Antitrust Litigation in China

James Modrall, Matthew Bachrack, Cunzhen Huang, Jun 18, 2012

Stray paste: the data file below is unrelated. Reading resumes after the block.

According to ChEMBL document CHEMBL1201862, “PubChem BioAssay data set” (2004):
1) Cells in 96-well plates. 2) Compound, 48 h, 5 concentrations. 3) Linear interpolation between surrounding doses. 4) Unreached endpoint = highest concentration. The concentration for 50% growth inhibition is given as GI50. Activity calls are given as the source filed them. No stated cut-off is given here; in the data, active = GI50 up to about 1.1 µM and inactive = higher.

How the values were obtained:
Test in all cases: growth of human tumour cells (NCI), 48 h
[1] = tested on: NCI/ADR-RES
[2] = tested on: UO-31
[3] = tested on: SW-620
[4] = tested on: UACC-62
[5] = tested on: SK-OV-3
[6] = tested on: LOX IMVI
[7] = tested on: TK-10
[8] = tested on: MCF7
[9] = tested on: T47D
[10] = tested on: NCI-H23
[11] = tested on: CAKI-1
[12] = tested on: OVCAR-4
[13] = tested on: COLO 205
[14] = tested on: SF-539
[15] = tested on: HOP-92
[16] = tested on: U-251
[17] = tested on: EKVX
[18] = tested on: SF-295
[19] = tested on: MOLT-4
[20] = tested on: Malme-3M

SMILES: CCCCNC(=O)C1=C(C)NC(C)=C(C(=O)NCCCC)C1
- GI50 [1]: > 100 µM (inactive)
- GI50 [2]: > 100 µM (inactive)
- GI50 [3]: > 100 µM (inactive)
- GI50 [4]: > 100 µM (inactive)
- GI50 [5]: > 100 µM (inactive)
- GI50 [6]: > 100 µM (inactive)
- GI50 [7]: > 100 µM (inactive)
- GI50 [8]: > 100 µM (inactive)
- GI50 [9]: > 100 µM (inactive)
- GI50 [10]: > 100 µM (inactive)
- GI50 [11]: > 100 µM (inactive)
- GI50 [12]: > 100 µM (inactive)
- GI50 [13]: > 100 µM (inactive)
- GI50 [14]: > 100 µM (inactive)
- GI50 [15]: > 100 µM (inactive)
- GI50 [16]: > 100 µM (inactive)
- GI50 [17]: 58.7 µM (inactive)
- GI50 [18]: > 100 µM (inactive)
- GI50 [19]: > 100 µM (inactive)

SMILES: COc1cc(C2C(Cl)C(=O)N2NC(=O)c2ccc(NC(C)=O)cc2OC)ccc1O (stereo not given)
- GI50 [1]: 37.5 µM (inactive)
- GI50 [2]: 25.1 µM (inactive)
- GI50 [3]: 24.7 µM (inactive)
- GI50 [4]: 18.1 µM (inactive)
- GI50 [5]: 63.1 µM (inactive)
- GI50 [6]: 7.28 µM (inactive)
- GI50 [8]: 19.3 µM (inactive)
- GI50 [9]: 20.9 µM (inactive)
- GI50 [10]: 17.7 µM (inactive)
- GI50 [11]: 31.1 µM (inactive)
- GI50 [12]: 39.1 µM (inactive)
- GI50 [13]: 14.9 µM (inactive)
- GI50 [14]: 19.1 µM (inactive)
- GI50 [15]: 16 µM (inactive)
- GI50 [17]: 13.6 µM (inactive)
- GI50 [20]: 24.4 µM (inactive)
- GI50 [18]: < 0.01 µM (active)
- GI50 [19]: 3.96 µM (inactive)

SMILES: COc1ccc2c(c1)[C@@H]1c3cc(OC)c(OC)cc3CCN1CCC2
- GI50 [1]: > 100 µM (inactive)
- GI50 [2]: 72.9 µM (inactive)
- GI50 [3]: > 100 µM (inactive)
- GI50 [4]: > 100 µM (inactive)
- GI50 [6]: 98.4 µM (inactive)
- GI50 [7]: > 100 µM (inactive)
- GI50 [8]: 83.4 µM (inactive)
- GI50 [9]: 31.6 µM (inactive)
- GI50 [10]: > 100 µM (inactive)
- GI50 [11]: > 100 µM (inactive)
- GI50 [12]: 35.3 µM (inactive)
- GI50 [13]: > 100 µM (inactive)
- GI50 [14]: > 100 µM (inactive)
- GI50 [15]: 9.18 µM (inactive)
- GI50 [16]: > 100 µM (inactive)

The legal basis for private antitrust civil litigation in China is Article 50 of China’s Anti-Monopoly Law (the “AML”), which provides that “[w]here the monopolistic conduct of an undertaking has caused losses to another person, it shall bear civil liability according to law.” Since the AML entered into force on August 1, 2008, Chinese parties believing themselves to have been harmed by anti-competitive conduct have had more success in getting the attention of Chinese courts than of Chinese antitrust authorities. Chinese courts have reportedly accepted 61 antitrust cases and ruled on 53, although the courts have so far generally ruled in favor of the defendants.[1] By contrast, China’s anti-monopoly enforcement authorities (the “AMEAs”) have been relatively inactive in non-merger enforcement of the AML. The National Development and Reform Commission (“NDRC”) and the State Administration for Industry and Commerce (“SAIC”) have issued very few decisions regarding domestic cartels and have publicly reported only three abuse-of-dominance investigations.

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